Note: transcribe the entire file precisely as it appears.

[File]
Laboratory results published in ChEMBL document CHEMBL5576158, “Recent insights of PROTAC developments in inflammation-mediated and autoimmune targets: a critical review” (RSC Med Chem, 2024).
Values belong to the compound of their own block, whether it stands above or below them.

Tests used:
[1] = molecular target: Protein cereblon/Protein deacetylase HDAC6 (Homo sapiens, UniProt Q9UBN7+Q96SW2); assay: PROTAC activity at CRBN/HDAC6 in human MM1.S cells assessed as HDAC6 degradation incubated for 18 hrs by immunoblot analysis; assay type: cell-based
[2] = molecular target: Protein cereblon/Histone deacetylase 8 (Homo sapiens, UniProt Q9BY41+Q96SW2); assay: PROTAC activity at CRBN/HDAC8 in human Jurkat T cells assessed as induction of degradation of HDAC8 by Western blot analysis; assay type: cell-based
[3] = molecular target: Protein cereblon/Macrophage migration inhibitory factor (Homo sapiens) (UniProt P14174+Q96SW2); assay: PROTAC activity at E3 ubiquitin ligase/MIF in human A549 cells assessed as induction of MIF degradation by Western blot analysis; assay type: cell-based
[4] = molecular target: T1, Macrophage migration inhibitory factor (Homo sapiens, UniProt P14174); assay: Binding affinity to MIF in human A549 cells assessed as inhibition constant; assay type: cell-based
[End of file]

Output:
Laboratory results published in ChEMBL document CHEMBL5576158, “Recent insights of PROTAC developments in inflammation-mediated and autoimmune targets: a critical review” (RSC Med Chem, 2024).
Values belong to the compound of their own block, whether it stands above or below them.

Tests used:
[1] = molecular target: Protein cereblon/Protein deacetylase HDAC6 (Homo sapiens, UniProt Q9UBN7+Q96SW2); assay: PROTAC activity at CRBN/HDAC6 in human MM1.S cells assessed as HDAC6 degradation incubated for 18 hrs by immunoblot analysis; assay type: cell-based
[2] = molecular target: Protein cereblon/Histone deacetylase 8 (Homo sapiens, UniProt Q9BY41+Q96SW2); assay: PROTAC activity at CRBN/HDAC8 in human Jurkat T cells assessed as induction of degradation of HDAC8 by Western blot analysis; assay type: cell-based
[3] = molecular target: Protein cereblon/Macrophage migration inhibitory factor (Homo sapiens) (UniProt P14174+Q96SW2); assay: PROTAC activity at E3 ubiquitin ligase/MIF in human A549 cells assessed as induction of MIF degradation by Western blot analysis; assay type: cell-based
[4] = molecular target: T1, Macrophage migration inhibitory factor (Homo sapiens, UniProt P14174); assay: Binding affinity to MIF in human A549 cells assessed as inhibition constant; assay type: cell-based